Quite often teams who tip their opponents haven’t broken the rules, or have broken the rules in ways that don’t justify disqualification. Only tipping that is intentional or egregious can get you disqualified. That doesn’t include tipping over a robot that was built to be really tippy anyway, and it usually won’t include accidentally tipping a robot that was trying to stop you from scoring or descoring (because of the following clause in the manual):

I agree with Mundi, I see many teams who have designed their robot properly with attention to a favorable center of gravity and/or anti tipping mechanisms get penalized because during a battle over a ball or goal, they stay stable while the robot with a tenancy to tip gets rewarded by having the opponent dq’d. Each situation is unique and sometimes very difficult to call, but in my opinion intentional tipping should be a rare call. For example, I saw a match at worlds in the Arts Division where two robots were going after a big ball and the blue alliance intake rollers caught on the red alliance robot. The blue alliance robot then raised their lift, causing the red alliance robot’s lift to raise. The red alliance robot tried to pull away and couldn’t, so it moved forward, thereby tipping the blue alliance robot. It was innocent driving, but looked bad and the red alliance got dq’d, especially after the blue alliance supporters screamed all about it. In the very next match, the same blue alliance robot tipped over all on its own, demonstrating it’s lack of attention to tipping, etc. If the game play is to have the robots interact, then stability should be part of the design parameters and care should be taken to only dq after intentional and egregious actions of the offending robots. In other words, as the vex rules read.

Some teams lack of a wheelie bar caught me by surprise

Incorrect rulings at nationals? Try at worlds. Yeah, ripped us out of the top 8 due to refs who couldn’t count properly, and same as in your situation, were unwilling to speak with me about the scenario. I completely know how you feel, if this truly was what you’re saying it to be. Extremely unfortunate. :confused:

I was one of the Ref’s that “Incorrectly” ruled you guys, their was time for you to react when almost tipping the other team and you didn’t, you are also forgetting the part where you came over to the ref table and began yelling and getting “Harsh” with us, the men/woman that were putting in so many hours to make this competition run semi-smoothly try their best to help you guys and Mrs. Proulx, who put on this event does not need bad rep from you guys, she is one of the hardest working RECF employes that you will ever encounter. But in all cases the rule of “Refs word is final,” can be used here, Nik made the final ruling, which in this case was the right one.

I’m going to have to agree with Tyler here, especially because of the main points he established. IMO, any credibility in complaints about being screwed at a tournament are completely lost when you start getting angry or malicious toward the event managers. They are there to help teams and ensure student success and really don’t need people yelling at them, especially when most of the refs and field scorers are volunteers.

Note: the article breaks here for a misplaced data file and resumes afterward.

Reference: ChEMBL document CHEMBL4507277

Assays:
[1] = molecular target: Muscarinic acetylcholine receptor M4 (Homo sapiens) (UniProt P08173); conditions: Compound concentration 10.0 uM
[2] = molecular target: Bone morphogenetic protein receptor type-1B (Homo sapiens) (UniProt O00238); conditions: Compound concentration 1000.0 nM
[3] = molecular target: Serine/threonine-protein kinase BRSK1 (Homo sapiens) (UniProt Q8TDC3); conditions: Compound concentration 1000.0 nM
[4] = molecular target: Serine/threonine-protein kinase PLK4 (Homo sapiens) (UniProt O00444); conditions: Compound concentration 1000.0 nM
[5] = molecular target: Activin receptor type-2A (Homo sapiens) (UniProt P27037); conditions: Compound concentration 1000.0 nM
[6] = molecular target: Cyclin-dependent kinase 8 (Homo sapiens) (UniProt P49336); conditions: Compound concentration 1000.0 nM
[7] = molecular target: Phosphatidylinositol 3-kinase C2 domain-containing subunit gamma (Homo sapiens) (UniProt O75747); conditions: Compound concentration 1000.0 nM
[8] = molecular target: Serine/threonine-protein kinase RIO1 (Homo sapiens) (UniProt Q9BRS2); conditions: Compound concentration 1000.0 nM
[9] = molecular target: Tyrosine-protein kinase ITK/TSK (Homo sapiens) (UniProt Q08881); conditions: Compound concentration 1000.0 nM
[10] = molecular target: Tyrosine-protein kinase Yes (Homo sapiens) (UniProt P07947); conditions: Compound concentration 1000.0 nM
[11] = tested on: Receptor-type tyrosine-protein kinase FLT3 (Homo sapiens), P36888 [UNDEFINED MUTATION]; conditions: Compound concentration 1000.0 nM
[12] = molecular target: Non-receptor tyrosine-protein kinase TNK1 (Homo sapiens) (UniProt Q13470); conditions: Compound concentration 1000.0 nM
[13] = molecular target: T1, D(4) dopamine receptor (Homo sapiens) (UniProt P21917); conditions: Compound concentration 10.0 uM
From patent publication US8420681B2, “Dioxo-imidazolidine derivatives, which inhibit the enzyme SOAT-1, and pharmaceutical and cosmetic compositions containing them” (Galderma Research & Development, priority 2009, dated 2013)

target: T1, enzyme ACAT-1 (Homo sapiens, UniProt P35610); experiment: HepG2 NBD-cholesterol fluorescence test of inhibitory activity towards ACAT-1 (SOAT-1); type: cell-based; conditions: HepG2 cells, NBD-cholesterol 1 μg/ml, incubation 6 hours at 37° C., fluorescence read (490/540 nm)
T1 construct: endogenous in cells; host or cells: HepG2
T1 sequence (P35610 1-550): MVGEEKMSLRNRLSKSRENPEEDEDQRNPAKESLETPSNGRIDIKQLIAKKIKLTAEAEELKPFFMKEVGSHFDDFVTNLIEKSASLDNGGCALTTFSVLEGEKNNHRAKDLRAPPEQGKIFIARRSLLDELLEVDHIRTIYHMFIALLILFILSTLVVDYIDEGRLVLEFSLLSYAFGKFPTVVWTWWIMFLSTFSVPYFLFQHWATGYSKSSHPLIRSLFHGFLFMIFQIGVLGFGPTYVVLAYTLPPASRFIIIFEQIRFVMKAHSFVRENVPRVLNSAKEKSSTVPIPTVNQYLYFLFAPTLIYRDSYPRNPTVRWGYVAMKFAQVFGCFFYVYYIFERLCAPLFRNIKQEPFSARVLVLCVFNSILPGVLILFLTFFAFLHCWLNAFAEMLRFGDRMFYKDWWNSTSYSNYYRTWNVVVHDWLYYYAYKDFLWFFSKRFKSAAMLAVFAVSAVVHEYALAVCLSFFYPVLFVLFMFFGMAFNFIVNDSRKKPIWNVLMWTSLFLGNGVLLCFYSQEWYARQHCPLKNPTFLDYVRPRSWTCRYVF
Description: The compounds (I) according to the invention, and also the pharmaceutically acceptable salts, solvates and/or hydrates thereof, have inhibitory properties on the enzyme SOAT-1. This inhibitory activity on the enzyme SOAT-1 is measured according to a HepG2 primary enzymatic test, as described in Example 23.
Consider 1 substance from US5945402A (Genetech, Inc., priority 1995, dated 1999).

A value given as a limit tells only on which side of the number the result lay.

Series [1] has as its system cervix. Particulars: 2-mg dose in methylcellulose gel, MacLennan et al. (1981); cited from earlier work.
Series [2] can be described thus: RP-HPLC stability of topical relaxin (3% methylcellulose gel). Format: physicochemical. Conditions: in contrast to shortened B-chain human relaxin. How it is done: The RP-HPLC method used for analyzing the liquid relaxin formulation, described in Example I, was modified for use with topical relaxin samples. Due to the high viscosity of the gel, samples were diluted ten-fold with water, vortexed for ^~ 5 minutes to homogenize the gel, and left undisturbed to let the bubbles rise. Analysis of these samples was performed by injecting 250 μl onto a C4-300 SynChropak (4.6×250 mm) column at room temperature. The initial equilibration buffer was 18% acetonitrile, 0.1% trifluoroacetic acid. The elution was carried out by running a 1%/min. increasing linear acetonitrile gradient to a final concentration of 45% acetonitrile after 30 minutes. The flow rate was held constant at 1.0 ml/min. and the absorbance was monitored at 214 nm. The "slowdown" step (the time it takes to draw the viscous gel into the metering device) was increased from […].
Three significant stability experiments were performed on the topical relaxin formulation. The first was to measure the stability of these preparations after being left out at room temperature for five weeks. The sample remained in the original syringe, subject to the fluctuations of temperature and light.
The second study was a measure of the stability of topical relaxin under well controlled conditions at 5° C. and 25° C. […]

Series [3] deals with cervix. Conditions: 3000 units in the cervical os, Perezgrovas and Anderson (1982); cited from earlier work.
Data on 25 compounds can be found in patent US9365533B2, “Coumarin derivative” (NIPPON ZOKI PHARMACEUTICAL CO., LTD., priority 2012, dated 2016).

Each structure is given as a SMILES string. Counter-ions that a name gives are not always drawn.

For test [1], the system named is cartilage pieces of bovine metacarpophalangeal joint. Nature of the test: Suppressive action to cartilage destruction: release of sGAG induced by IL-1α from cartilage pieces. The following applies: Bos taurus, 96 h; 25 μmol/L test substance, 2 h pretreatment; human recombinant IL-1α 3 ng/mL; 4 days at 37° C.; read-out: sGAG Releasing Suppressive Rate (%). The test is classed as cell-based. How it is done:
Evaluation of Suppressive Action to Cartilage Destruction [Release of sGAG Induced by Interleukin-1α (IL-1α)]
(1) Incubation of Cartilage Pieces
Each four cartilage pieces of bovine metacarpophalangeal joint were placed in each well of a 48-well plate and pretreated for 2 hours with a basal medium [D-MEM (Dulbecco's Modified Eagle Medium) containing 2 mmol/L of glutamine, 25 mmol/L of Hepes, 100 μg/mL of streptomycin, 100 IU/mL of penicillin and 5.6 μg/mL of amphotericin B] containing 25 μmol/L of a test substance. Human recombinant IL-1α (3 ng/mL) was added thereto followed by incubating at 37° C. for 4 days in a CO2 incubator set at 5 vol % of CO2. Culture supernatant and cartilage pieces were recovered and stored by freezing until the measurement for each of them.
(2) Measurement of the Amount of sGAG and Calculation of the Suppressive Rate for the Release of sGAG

Also, consider that in addition to working incredibly hard to put on these high profile events, Mrs. Proulx and Nik are also our program’s advisors and are helping us start our independent robot club completely anew, assisting us in finding a new lab, and helping us out with so much that they didn’t have to do at all if they didn’t want to, but they do anyway because they care about our success. Even without the obvious bias I have, the bottom line is that RECF employees wouldn’t be working for RECF if they didn’t want to help students succeed by putting on these events like the World Championship and Nationals, especially considering the logistics, extensive planning, money, and substantial amount of volunteers needed to make these events so great. Obviously it’s a huge letdown to show up to a tournament and get disqualified, but it should all be a learning experience, even if you feel like the event was to blame for the mishap. In this case, learning how to deal with adversity, outlined in <G16>.

Teams are expected to talk to refs if they think something was called incorrectly. If they’ve just been eliminated by a disqualification, of course they’re not going to be happy. As long as they don’t violate <G17> (and the threshold for that should be pretty high) then their conduct shouldn’t affect the ruling.

Part of being a good referee is being able to diplomatically handle the consequences of difficult calls, and often that means dealing with people who are angry at you. Of course if you’re a volunteer you aren’t required to be a good referee, but I still think it’s something people should stive for.

I completely agree with Tyler. Also, it’s one thing to complain among your team, but totally uncalled for to talk bad about the people running the event! If you wanted to question it, then would have been the time, not here giving TSA a bad rep.

Some time you just have to suck it up and go on. At worlds we had a match that we were pinned the whole time by 7090d and in the end the match didn’t count for them and we lost it. So we basically were denied the ability to win and lost because a team cheated and weren’t punished. We just went on with it. Turns out they went to the division finals. We were also stopped from repositioning our robot during autonomus after it tipped during autonomus. We just went on. Some teams have been to worlds and are use to winning sometimes forget that it isn’t always going to go your way.